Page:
During a point when students are entering the developmental stage of formal operational thinking and are able to engage more deeply in metacognition, the curriculum begins to devote more attention to lower-order skills, such as recall of facts, formulas, and details.

Finally, at a time when adolescents have a huge appetite for rewards, teachers start employing higher standards in judging student competence and tend to give lower grades than elementary school teachers.

It’s clear that substantial reform is necessary to align classroom and schoolwide practices with the mountain of research now available on how the adolescent brain develops. One professor has gone so far as to suggest that we need a Head Start program for adolescents.

The guiding principle in reforming secondary education should be to craft educational programs and instructional strategies that link the evolutionary advantages of the adolescent brain to socially appropriate and constructive learning outcomes . So, for example, although risk taking can lead the adolescent to engage in unsafe driving practices, it can also lead him or her to try out new, challenging activities that promote learning, such as a poetry slam.

As one 16-year-old commented after competing in a poetry slam, “It’s really scary. You’re nervous and shaking. Then afterwards you get that same feeling you get coming off a roller coaster. You want to go again.’’
Similarly, adolescents’ need for bonding with peers might propel them into membership in a violent gang—or it could drive them to get involved in a service learning project that benefits the whole community. The sensation-seeking behavior that can lead adolescents to drug abuse could alternatively be directed toward a highly engaging student-centered learning project. The reward-seeking behaviors that might lure teens into Internet addiction could be tapped through a game-based learning experience in the classroom.

7 Habits That May Actually Change The Brain, According To Science

Forbes

By Alice G. Walton

The brain is by far our most precious organ–others are good, too, but they all pale in comparison to the mighty brain. Because the brain works so hard around the clock (even while we’re sleeping), it uses an extraordinary amount of energy, and requires a certain amount of nutritional support to keep it going. It’s high-maintenance, in other words. But there may be misconceptions about what keeps a brain healthy–for instance, there’s little evidence that omega-3 supplements or green smoothies would do anything above and beyond generally good nutrition. So what does science actually tell us can help our brains? Here’s what we know as of now.

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Exercise

Physical activity is pretty clearly linked to brain health and cognitive function. People who exercise appear to have greater brain volume, better thinking and memory skills, and even reduced risk of dementia. A recent study in the journal Neurology found that older people who vigorously exercise have cognitive test scores that place them at the equivalent of 10 years younger. It’s not totally clear why this is, but it’s likely due to the increased blood flow to the brain that comes from physical activity. Exercise is also thought to help generate new neurons in the hippocampus, the brain area where learning and memory “live,” and which is known to lose volume with age, depression and Alzheimer’s disease. The one stark exception to the exercise rule is impact sports like football, which has been shown again and again to be linked to brain damage and dementia, since even low-level impacts can accrue over time. The same is true for soccer headers.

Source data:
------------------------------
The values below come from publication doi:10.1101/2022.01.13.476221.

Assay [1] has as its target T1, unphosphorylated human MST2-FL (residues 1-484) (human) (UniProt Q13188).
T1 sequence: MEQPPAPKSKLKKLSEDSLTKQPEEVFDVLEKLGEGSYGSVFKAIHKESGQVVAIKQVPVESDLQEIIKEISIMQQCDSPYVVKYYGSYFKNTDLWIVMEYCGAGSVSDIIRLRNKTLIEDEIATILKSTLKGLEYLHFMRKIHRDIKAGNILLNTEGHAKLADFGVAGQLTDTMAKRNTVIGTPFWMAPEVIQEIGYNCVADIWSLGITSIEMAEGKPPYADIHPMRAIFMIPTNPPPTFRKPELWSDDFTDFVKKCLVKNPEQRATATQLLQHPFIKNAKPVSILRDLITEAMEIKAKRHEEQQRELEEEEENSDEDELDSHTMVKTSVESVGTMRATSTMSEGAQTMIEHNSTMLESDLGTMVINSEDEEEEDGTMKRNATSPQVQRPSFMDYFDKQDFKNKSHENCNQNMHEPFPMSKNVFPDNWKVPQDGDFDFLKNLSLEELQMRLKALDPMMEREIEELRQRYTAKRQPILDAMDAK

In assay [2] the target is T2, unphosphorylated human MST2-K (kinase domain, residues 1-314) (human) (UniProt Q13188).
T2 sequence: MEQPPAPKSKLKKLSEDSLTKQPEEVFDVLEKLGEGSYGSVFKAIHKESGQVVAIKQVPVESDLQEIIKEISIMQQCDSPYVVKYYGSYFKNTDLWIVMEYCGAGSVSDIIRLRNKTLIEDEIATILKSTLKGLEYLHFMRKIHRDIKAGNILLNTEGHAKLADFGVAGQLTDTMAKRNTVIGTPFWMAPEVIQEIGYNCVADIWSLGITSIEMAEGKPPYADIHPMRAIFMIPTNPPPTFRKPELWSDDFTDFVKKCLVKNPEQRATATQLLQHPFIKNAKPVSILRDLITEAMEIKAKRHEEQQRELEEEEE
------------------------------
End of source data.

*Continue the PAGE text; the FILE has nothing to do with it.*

Starting an exercise routine earlier in life is likely the best way to go, and the effects more pronounced the younger one begins. More research will be needed, but in the meantime, enough research has shown exercise to be beneficial to the brain that it’s pretty hard not to at least acknowledge it (even if we don’t do it as much as we should).

Foods and Spices

The brain is a massive energy suck–it uses glucose way out of proportion to the rest of the body. In fact, it requires about 20% of the body’s energy resources, even though its volume is just a tiny percentage. This is justifiable since thinking, learning, remembering and controlling the body are all huge jobs. But the source and quantity of the sugar matter: Eating highly processed carbs, which break down very quickly, leads to the famous spike-and-crash of blood sugar (which your brain certainly feels). But eating whole, unprocessed foods leads to a slow, steady rise, and a more constant source of energy–and it makes the brain much happier.

Beyond giving energy, dietary sugar (especially too much of it) also appears to affect how plastic the brain is, or how capable of change. Astudy last year, for instance, found that rats fed fructose water after brain injury had seriously impaired recovery. “Our findings suggest that fructose disrupts plasticity—the creation of fresh pathways between brain cells that occurs when we learn or experience something new,” said study author UCLA study author Fernando Gomez-Pinilla, whose work has also shown that sugar impairs cognitive function in healthy animals. Interestingly, omega-3 fatty acids appear to reverse some of this damage. And in humans, fatty fish has been linked to cognition, presumably because the fats in it make the cells of the brain more permeable. Omega-3 capsules, however, have not been shown to do much good.